Asteroids

Another Look at the Aftermath of DART's Impact Into Dimorphos

When the DART spacecraft slammed into asteroid Dimorphos on September 26, 2022, telescopes worldwide (and in space) were watching as it happened. But others continued watching for numerous days afterward to observe the cloud of debris. DART’s (Double Asteroid Redirection Test) intentional impact was not only a test of planetary defense against an asteroid hitting our planet, but it also allowed astronomers the chance to study Dimorphos, a tiny moon or companion to asteroid Didymos.

New images released by the European Southern Observatory’s Very Large Telescope (VLT) show how the surface of the asteroid changed immediately after the impact when pristine materials from the interior of the asteroid were exposed. Other data tracked the debris’ evolution over a month, and provided details on how the debris changed over time. Additionally, astronomers searched for evidence of DART’s fuel but couldn’t find any.

The Cerro Paranal mountain top is home to the world’s most advanced ground-based facility for astronomy, hosting the four 8.2-metre Unit Telescopes of the Very Large Telescope, four 1.8-metre Auxiliary Telescopes and the VLT Survey Telescope (VST). Credit: ESO.

“Impacts between asteroids happen naturally, but you never know it in advance,” said Cyrielle Opitom, an astronomer at the University of Edinburgh and lead author of one of two studies just published about the impact. “DART is a really great opportunity to study a controlled impact, almost as in a laboratory.”

All four of the 8.2-meter telescopes of the VLT in Chile observed the aftermath of the impact, which occurred when Dimorphos was 11 million kilometers away from Earth.

The first study, led by Stefano Bagnulo, an astronomer at the Armagh Observatory and Planetarium in the Northern Ireland, studied how the DART impact altered the surface of the asteroid.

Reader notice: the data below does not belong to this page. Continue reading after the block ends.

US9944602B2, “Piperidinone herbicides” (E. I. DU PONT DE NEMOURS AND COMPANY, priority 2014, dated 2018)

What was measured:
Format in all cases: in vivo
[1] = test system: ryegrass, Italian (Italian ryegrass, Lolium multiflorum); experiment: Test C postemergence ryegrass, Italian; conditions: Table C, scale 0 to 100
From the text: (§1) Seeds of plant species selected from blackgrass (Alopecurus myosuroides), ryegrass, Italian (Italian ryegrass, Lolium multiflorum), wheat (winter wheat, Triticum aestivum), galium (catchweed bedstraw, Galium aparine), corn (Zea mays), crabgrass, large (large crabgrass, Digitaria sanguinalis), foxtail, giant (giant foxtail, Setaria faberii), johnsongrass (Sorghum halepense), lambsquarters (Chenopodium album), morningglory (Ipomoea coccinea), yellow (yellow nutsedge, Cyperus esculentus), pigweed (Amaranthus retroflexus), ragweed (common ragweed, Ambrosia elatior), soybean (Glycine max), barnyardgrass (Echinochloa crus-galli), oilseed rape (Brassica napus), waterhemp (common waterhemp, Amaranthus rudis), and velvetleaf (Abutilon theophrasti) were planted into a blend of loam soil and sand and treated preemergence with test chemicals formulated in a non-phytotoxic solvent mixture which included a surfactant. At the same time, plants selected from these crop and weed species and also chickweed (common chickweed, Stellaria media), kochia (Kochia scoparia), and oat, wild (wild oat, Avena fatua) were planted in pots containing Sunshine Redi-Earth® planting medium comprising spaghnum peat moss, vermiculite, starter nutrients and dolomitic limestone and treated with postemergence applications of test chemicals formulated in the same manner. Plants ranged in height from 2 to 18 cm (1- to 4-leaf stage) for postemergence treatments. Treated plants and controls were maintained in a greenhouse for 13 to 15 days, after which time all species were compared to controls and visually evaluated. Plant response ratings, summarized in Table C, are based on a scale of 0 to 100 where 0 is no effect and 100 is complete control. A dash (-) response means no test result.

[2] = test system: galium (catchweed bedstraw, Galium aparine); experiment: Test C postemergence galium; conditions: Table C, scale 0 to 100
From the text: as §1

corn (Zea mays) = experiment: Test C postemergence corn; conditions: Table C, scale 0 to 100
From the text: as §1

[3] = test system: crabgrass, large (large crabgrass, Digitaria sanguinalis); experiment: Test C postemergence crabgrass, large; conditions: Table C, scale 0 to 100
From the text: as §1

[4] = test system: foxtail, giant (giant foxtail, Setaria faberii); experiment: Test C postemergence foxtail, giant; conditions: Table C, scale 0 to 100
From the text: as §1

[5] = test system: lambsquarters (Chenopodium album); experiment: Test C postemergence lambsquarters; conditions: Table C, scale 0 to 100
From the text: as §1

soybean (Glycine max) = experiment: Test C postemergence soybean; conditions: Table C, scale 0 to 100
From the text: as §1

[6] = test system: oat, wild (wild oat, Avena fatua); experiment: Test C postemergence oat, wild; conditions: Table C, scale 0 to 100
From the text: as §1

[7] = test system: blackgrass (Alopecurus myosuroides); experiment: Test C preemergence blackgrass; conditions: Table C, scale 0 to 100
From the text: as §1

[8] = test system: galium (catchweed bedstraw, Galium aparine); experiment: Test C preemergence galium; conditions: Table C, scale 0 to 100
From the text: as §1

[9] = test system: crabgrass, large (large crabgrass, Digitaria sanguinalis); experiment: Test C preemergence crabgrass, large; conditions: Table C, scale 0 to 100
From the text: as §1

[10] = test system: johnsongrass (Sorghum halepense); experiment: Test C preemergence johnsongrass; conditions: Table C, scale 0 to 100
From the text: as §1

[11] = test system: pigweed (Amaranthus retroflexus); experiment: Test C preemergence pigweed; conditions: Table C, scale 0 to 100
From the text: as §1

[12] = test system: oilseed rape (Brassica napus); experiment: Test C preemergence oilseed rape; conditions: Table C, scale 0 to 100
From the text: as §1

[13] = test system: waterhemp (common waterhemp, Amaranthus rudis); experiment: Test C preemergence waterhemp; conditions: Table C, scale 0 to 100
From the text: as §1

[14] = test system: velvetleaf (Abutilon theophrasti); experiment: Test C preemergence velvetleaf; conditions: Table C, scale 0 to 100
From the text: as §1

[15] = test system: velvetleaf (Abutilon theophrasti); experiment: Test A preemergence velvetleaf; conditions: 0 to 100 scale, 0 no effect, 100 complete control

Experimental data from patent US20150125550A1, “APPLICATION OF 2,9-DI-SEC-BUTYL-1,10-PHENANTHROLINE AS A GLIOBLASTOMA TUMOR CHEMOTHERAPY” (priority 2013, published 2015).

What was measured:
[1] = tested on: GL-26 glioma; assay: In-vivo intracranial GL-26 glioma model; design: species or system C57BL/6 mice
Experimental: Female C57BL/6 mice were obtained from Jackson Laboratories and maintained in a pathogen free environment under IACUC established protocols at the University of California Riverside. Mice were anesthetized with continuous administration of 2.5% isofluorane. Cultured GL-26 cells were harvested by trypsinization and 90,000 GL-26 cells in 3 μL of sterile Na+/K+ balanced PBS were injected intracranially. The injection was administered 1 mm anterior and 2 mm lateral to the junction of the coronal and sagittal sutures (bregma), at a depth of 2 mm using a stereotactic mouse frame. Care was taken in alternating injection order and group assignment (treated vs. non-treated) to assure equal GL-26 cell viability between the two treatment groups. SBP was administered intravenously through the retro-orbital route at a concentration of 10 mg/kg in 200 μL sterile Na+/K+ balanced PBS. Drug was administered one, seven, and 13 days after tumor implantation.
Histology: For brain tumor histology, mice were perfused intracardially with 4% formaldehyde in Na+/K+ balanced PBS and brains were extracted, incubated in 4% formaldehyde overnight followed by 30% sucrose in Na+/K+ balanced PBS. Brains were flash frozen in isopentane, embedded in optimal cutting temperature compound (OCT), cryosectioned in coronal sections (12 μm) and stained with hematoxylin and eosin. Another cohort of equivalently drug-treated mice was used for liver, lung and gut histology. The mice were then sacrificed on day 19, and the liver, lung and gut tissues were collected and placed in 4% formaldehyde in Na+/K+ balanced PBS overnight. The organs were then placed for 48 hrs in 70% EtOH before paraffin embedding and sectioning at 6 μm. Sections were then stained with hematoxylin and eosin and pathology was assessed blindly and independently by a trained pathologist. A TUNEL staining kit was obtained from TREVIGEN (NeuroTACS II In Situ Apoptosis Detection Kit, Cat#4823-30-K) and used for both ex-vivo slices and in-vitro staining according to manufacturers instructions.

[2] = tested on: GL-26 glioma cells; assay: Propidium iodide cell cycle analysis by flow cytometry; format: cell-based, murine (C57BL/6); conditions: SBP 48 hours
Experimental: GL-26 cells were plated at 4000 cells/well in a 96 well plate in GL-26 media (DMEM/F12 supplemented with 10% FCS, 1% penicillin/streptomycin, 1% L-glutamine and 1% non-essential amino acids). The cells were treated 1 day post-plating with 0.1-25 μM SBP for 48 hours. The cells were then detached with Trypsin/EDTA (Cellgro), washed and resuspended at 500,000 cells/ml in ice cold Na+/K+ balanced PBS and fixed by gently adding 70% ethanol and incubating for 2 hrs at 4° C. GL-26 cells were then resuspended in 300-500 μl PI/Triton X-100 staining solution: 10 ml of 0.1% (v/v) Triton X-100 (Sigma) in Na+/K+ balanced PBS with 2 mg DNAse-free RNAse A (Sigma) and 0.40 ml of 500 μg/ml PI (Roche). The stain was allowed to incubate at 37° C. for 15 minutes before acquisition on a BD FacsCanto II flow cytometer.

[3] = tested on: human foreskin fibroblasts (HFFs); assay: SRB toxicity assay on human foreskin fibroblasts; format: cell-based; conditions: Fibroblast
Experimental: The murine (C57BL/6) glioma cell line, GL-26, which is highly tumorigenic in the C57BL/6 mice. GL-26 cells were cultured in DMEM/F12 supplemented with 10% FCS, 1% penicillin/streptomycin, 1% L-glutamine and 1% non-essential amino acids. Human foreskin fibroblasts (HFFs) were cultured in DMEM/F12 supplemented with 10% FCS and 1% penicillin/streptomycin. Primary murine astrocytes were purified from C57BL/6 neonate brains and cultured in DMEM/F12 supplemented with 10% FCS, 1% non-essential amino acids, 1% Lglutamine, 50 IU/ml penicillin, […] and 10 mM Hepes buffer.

“When we observe the objects in our Solar System, we are looking at the sunlight that is scattered by their surface or by their atmosphere, which becomes partially polarized,” said Bagnulo, in an ESO press release. This means that light waves oscillate along a preferred direction rather than randomly.  “Tracking how the polarization changes with the orientation of the asteroid relative to us and the Sun reveals the structure and composition of its surface.”

Bagnulo and his team used the FOcal Reducer/low dispersion Spectrograph 2 (FORS2) instrument at the VLT to monitor the asteroid, and found that the level of polarization suddenly dropped after the impact. At the same time, the overall brightness of the system increased. One possible explanation is that the impact exposed more pristine material from the interior of the asteroid.

This animation shows how the polarization of sunlight reflected by the Dimorphos asteroid changed after the impact of NASA’s DART spacecraft. At the beginning of the video, unpolarized sunlight — represented by wiggly blue lines oscillating in random directions — is reflected off the surface of the asteroid. In so doing it becomes polarized, the reflected waves now oscillating along a preferred direction. The indicator on the lower right shows the degree of polarization of the reflected sunlight.

“Maybe the material excavated by the impact was intrinsically brighter and less polarizing than the material on the surface, because it was never exposed to solar wind and solar radiation,” said Bagnulo.

However, another possibility is that the impact destroyed particles on the surface, thus ejecting much smaller ones into the cloud of debris. “We know that under certain circumstances, smaller fragments are more efficient at reflecting light and less efficient at polarizing it,” said Zuri Gray, a PhD student also at Armagh.